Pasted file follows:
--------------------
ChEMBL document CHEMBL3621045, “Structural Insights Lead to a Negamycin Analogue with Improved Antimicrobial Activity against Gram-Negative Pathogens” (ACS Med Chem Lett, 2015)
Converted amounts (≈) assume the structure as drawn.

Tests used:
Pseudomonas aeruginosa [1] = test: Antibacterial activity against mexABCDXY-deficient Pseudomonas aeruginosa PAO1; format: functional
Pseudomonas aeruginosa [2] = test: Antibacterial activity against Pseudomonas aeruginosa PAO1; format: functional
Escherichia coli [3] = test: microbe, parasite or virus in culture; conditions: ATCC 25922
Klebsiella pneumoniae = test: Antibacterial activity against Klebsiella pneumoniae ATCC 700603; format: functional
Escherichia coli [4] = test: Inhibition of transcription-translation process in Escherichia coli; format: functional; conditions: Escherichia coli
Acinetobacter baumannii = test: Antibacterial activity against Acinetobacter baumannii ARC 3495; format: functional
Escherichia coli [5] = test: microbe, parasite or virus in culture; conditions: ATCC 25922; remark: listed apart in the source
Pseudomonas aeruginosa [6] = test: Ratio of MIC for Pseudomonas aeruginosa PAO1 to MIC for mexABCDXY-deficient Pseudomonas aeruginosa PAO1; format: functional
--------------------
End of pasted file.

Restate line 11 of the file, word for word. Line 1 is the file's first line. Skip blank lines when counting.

Pseudomonas aeruginosa [6] = test: Ratio of MIC for Pseudomonas aeruginosa PAO1 to MIC for mexABCDXY-deficient Pseudomonas aeruginosa PAO1; format: functional